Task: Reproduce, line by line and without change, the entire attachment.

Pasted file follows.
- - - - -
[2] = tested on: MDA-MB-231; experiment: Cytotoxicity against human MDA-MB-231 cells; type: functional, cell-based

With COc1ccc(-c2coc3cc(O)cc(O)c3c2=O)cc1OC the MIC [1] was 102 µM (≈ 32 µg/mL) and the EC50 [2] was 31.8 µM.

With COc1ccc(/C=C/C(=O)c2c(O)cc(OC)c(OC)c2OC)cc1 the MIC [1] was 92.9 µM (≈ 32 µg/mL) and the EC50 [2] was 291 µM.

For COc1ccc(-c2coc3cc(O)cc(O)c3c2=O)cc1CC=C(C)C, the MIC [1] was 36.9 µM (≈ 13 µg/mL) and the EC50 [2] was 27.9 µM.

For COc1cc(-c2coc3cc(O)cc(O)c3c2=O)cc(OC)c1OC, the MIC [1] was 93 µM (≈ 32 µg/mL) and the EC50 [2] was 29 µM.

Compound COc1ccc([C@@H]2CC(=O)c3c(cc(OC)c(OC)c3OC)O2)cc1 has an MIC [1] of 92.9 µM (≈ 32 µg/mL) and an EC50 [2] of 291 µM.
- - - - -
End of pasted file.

[2] = tested on: MDA-MB-231; experiment: Cytotoxicity against human MDA-MB-231 cells; type: functional, cell-based

With COc1ccc(-c2coc3cc(O)cc(O)c3c2=O)cc1OC the MIC [1] was 102 µM (≈ 32 µg/mL) and the EC50 [2] was 31.8 µM.

With COc1ccc(/C=C/C(=O)c2c(O)cc(OC)c(OC)c2OC)cc1 the MIC [1] was 92.9 µM (≈ 32 µg/mL) and the EC50 [2] was 291 µM.

For COc1ccc(-c2coc3cc(O)cc(O)c3c2=O)cc1CC=C(C)C, the MIC [1] was 36.9 µM (≈ 13 µg/mL) and the EC50 [2] was 27.9 µM.

For COc1cc(-c2coc3cc(O)cc(O)c3c2=O)cc(OC)c1OC, the MIC [1] was 93 µM (≈ 32 µg/mL) and the EC50 [2] was 29 µM.

Compound COc1ccc([C@@H]2CC(=O)c3c(cc(OC)c(OC)c3OC)O2)cc1 has an MIC [1] of 92.9 µM (≈ 32 µg/mL) and an EC50 [2] of 291 µM.